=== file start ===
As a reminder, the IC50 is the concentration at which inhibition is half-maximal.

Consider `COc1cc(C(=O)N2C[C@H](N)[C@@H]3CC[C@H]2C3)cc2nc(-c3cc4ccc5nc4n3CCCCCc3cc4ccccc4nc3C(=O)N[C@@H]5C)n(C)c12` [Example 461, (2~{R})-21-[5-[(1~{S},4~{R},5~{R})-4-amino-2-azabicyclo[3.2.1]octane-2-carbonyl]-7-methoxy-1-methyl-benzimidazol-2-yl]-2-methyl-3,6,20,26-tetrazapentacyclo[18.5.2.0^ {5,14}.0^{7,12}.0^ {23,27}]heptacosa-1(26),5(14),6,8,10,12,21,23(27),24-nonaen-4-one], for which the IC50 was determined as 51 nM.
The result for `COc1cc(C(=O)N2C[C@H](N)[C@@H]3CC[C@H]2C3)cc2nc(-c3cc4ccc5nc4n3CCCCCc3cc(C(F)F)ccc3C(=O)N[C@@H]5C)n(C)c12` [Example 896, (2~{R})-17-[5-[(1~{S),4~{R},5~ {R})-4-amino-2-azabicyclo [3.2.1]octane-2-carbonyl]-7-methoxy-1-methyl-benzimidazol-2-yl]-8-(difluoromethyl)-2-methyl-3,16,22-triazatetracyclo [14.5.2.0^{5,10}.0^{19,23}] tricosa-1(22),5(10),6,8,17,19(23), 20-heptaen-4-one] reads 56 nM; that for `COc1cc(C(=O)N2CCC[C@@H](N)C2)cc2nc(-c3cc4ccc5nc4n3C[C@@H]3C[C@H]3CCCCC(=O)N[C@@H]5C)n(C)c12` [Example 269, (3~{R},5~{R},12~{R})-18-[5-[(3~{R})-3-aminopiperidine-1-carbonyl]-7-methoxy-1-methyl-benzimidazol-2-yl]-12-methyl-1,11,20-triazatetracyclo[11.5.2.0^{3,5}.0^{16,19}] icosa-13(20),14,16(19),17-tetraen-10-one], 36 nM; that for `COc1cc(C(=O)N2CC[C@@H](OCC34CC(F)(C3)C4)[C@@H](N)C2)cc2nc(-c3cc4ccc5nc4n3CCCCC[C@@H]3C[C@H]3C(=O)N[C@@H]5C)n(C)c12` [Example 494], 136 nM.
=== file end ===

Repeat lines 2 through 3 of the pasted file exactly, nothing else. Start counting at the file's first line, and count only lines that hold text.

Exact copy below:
Consider `COc1cc(C(=O)N2C[C@H](N)[C@@H]3CC[C@H]2C3)cc2nc(-c3cc4ccc5nc4n3CCCCCc3cc4ccccc4nc3C(=O)N[C@@H]5C)n(C)c12` [Example 461, (2~{R})-21-[5-[(1~{S},4~{R},5~{R})-4-amino-2-azabicyclo[3.2.1]octane-2-carbonyl]-7-methoxy-1-methyl-benzimidazol-2-yl]-2-methyl-3,6,20,26-tetrazapentacyclo[18.5.2.0^ {5,14}.0^{7,12}.0^ {23,27}]heptacosa-1(26),5(14),6,8,10,12,21,23(27),24-nonaen-4-one], for which the IC50 was determined as 51 nM.
The result for `COc1cc(C(=O)N2C[C@H](N)[C@@H]3CC[C@H]2C3)cc2nc(-c3cc4ccc5nc4n3CCCCCc3cc(C(F)F)ccc3C(=O)N[C@@H]5C)n(C)c12` [Example 896, (2~{R})-17-[5-[(1~{S),4~{R},5~ {R})-4-amino-2-azabicyclo [3.2.1]octane-2-carbonyl]-7-methoxy-1-methyl-benzimidazol-2-yl]-8-(difluoromethyl)-2-methyl-3,16,22-triazatetracyclo [14.5.2.0^{5,10}.0^{19,23}] tricosa-1(22),5(10),6,8,17,19(23), 20-heptaen-4-one] reads 56 nM; that for `COc1cc(C(=O)N2CCC[C@@H](N)C2)cc2nc(-c3cc4ccc5nc4n3C[C@@H]3C[C@H]3CCCCC(=O)N[C@@H]5C)n(C)c12` [Example 269, (3~{R},5~{R},12~{R})-18-[5-[(3~{R})-3-aminopiperidine-1-carbonyl]-7-methoxy-1-methyl-benzimidazol-2-yl]-12-methyl-1,11,20-triazatetracyclo[11.5.2.0^{3,5}.0^{16,19}] icosa-13(20),14,16(19),17-tetraen-10-one], 36 nM; that for `COc1cc(C(=O)N2CC[C@@H](OCC34CC(F)(C3)C4)[C@@H](N)C2)cc2nc(-c3cc4ccc5nc4n3CCCCC[C@@H]3C[C@H]3C(=O)N[C@@H]5C)n(C)c12` [Example 494], 136 nM.